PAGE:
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Opinion & Analysis

Barney Adams: Masters Tournament Committee won’t let course be overpowered

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Shortly, what is simply the most popular professional golf event as verified by its TV ratings will be gracing our TV screens. For clarity, I have never played Augusta National, and I attended the Masters once some 20 years ago and will be glued to my TV screen this year.

I have nothing but great respect for what the folks at Augusta have accomplished over the years. And frankly, it hasn’t always been perfect, given their treatment of announcers Jack Whitaker and Gary McCord.

I’ll not attempt to go into all the positive things they have done. This story is specifically about the course. Those of us who are Masters addicts no longer watch just par 3, 4, and 5 holes. We have been introduced to fairway and green slopes, hazards, and I have a better mental picture of the Augusta National layout than I do my home course! If asked to explain, I’d say the course is a masterpiece of combining length, shot-making recovery, and short game. In other words, the golfer has to be the complete package.

Except this year could be different… Starting with or at least emphasized by the recent U.S. Open we are told by TV announcers that professional golf is becoming a legion of long hitters. Not a casual mention, a constant forecast abetted by stories of players hitting the gym specifically looking for more clubhead speed.

Bryson DeChambeau sends out an Instagram message of a 403-yard carry, and it was picked up and discussed by the announcers during the Zozo event! Does this mean 400 is the new 300-yard bomb? Drive for show putt for dough hasn’t changed, it’s that TV loves the drive for show and it’s a TV business. And I’m sure they have the algorithms to substantiate their position. (I see a new Top Tracer coming, one that changes color and explodes at the 300 mark in the air)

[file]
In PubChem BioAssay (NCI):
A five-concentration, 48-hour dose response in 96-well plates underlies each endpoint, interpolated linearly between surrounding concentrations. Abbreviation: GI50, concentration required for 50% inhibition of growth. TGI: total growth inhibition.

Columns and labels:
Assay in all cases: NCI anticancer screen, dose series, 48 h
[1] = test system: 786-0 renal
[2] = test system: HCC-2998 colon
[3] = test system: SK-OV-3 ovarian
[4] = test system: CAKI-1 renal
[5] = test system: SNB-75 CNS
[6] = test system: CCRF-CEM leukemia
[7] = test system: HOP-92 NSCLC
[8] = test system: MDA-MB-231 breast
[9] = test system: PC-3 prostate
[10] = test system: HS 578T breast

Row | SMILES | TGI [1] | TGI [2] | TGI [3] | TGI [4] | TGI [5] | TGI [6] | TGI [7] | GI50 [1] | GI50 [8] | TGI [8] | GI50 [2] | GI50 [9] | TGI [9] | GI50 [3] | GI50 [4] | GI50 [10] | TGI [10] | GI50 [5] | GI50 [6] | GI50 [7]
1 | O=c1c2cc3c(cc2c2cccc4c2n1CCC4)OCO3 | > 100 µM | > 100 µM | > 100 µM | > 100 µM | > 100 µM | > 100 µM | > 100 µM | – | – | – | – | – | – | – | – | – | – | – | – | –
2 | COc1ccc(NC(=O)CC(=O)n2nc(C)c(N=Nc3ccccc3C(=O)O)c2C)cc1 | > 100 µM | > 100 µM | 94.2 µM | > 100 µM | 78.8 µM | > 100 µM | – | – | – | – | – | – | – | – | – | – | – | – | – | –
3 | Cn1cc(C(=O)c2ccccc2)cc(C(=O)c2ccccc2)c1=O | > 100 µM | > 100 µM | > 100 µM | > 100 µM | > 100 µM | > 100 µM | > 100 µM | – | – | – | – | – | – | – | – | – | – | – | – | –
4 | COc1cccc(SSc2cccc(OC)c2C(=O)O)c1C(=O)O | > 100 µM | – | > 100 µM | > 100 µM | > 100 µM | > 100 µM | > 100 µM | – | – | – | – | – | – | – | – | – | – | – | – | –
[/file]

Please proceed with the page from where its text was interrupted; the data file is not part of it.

I can’t visualize the powers that be at Augusta sitting quietly and letting this power story overshadow the great work they’ve done to the course. Yet in this COVID-19 era, it’s a very short window, since the U.S. Open and TV’s emphasis on distance. Maybe they will sit back like the rest of us and see how things work out?

I guarantee the folks at the Masters are not going to ultimately let their great course be outdriven. If it happens this year, the story for the next Masters will be an immediate work in progress. Tom Fazio on speed dial!

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Barney Adams is the founder of Adams Golf and the inventor of the iconic "Tight Lies" fairway wood. He served as Chairman of the Board for Adams until 2012, when the company was purchased by TaylorMade-Adidas. Adams is one of golf's most distinguished entrepreneurs, receiving honors such as Manufacturing Entrepreneur of the Year by Ernst & Young in 1999 and the 2010 Ernie Sabayrac Award for lifetime contribution to the golf industry by the PGA of America. His journey in the golf industry started as as a club fitter, however, and has the epoxy filled shirts as a testimony to his days as an assembler. Have an equipment question? Adams holds seven patents on club design and has conducted research on every club in the bag. He welcomes your equipment questions through email at [email protected] Adams is now retired from the golf equipment industry, but his passion for the game endures through his writing. He is the author of "The WOW Factor," a book published in 2008 that offers an insider's view of the golf industry and business advice to entrepreneurs, and he continues to contribute articles to outlets like GolfWRX that offer his solutions to grow the game of golf.

3 Comments

3 Comments

  1. BT

    Nov 11, 2020 at 7:48 pm

    Woolly rough and let the brush grow up in the trees. Make it a stroke penalty to miss the fairway

    BT

  2. Bob Jones

    Nov 9, 2020 at 11:36 am

    “I guarantee the folks at the Masters are not going to ultimately let their great course be outdriven. If it happens this year, the story for the next Masters will be an immediate work in progress.”

    In other words, the powers that be are fighting as hard as they can to keep their course from coming obsolete.

  3. Jack Nash

    Nov 9, 2020 at 8:56 am

    Solution? Greens 15 on the stimp lol

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Opinion & Analysis

The Wedge Guy: Consistent setup is key to success